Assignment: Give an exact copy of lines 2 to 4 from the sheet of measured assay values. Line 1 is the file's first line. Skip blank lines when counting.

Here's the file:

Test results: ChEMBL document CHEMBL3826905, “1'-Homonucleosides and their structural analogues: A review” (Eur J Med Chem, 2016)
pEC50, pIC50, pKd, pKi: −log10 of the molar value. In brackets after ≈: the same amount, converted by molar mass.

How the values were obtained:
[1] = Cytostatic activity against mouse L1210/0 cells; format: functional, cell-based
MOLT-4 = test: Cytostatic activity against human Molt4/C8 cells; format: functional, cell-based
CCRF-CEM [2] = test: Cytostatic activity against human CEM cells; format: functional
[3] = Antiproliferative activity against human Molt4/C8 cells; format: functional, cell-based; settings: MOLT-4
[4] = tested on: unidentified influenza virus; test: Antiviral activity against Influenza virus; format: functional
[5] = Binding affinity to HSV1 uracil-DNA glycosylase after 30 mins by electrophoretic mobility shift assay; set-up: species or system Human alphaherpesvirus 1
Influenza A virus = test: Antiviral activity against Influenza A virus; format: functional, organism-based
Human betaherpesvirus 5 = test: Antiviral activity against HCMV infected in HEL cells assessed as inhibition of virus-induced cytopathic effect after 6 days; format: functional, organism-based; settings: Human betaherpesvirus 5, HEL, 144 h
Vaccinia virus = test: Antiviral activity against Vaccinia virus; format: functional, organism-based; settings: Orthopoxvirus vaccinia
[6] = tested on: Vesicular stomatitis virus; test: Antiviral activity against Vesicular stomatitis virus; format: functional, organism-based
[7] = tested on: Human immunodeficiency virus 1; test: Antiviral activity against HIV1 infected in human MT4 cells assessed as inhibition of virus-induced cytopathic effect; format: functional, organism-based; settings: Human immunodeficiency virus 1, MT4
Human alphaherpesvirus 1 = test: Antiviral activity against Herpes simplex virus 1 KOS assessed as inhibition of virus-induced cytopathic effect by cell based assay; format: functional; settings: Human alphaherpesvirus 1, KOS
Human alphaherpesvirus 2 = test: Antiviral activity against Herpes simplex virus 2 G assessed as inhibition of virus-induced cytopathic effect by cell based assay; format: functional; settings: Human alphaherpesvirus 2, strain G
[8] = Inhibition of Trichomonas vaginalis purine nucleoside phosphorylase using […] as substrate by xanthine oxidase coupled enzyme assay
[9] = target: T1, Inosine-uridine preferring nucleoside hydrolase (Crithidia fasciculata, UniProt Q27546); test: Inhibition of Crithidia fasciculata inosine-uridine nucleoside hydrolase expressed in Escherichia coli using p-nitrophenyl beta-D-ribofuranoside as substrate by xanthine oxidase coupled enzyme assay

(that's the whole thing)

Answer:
pEC50, pIC50, pKd, pKi: −log10 of the molar value. In brackets after ≈: the same amount, converted by molar mass.

How the values were obtained:
[1] = Cytostatic activity against mouse L1210/0 cells; format: functional, cell-based